Resources for Understanding the Evidence and Selecting Policies

Just as we are intentional about selecting evidence-based programs for our communities, we need to be just as intentional about selecting policies that show a strong evidence-base of effectiveness. Below are some resources for understanding and selecting policies for your community.

Center for Advancing Alcohol Science to Practice

This webpage explores the science supporting the effectiveness of strategies and policies aimed to reduce excessive alcohol use. Also, on this page, The Guide to Community Preventive Services is a collection of evidence-based findings to determine whether an intervention works and is cost effective.

U.S. Alcohol Policy Alliance

This page from the U.S. Alcohol Policy Alliance describes the most researched strategies and provides resources for you to learn more. 

Guidelines for Advocacy

Advocacy work can rally community support and draw the attention of policymakers, but many agencies are hesitant to take up the role of advocate because they fear they may unintentionally wander into lobbying territory. Below are resources that will help identify restrictions around advocating for policy change that organizations are often concerned about.

CADCA Strategizer 31 - Guidelines for Advocacy: Changing Policies and Laws to Create Safer Environments for Youth

This guide from Community Anti-Drug Coalitions of America helps clarify what constitutes lobbying activities for nonprofit organizations and to what extent these organizations can participate in lobbying activities specifically and the legislative process in general. 

Federal Restrictions on Lobbying for HHS Financial Assistance Recipients

This page from the U.S. Department of Health and Human Services outlines provisions and restrictions around lobbying for HHS grant recipients.


Effective advocacy and policy change requires detailed strategy. Below are resources to help organizations plan effective campaigns including step-by-step processes and ways to frame your message so it inspires others to act.

Partnership to End Addiction Advocacy Toolkit

This resource from Partnership to End Addiction is a detailed guide for advocating on the issue of substance misuse at any level of government (i.e., federal, state, local). It includes tips for building relationships and effectively communicating with members of congress, information about important advocacy needs in the substance misuse field, and guidance for getting involved.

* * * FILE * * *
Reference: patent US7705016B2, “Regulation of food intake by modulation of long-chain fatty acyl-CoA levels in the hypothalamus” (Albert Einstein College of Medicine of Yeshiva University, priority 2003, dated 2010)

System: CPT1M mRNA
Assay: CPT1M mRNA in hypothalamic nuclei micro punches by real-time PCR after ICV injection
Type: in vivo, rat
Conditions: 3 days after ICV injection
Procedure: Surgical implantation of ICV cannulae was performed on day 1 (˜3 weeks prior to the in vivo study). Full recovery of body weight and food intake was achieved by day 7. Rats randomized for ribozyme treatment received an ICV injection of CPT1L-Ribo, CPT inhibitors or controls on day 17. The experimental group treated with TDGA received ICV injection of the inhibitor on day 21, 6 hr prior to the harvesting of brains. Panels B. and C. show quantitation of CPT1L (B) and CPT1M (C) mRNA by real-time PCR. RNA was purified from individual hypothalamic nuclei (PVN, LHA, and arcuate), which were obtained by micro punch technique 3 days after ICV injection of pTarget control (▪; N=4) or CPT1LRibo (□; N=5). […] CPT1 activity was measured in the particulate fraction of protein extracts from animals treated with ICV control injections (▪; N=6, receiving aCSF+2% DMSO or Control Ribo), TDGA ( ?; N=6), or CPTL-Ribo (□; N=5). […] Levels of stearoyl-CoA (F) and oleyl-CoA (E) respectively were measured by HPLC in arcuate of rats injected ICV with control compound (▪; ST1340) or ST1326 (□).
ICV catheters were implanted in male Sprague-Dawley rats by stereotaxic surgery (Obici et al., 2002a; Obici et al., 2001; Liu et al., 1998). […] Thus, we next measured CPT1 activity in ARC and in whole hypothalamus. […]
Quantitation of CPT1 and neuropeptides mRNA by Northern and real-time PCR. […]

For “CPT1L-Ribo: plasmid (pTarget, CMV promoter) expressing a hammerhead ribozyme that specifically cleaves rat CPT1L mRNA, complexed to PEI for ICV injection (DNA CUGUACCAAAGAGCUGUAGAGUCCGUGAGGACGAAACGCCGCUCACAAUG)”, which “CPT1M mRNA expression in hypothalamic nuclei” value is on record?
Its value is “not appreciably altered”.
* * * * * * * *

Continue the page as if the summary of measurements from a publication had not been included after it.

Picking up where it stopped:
The Advocacy Progress Planner

Advocacy efforts must be formed from an intentional strategy. This free tool from the Aspen Institute is a Microsoft Office-based tool designed to help advocacy organizations plan and evaluate their advocacy strategies. It covers the major ingredients of advocacy efforts, guiding you to clarify the goal, audience, and tactics of your advocacy campaign.

Reframing Adolescent Substance Use and its Prevention: A Communications Playbook

The FrameWorks Institute knows that effective messaging is not always about what you say, but how you say it. This playbook is a step-by-step guide to using evidence-based framing strategies to communicate about adolescent substance use divided into three sections: strategies that get the green light, those that users should use with caution, and those that should come with a flashing red signal to stop.

Community How to Guide On...Media Relations

A strong media presence is essential for advocacy work, but there is more to media advocacy than getting on the news. The National Highway Traffic Safety Administration’s guide on media relations includes sample press items such as press releases, op-eds, and a letter to the editor to help expand your reach and get your message out.

Other Resources

As an advocate for change in your community, it is important to use credible resources in your messaging. Below are a few resources with the latest research on substance misuse and its impact on communities.

Centers for Disease Control and Prevention (CDC): Alcohol and Public Health

The CDC has created a number of fact sheets, FAQs, guides, and other resources that are easy to digest and share with your community.

National Institute on Alcohol Abuse and Alcoholism (NIAAA)

The NIAA’s Facts and Statistics page contains expertly organized and credible information to strengthen your advocacy messaging about the impacts of alcohol misuse on an individual, community, economic, and global level.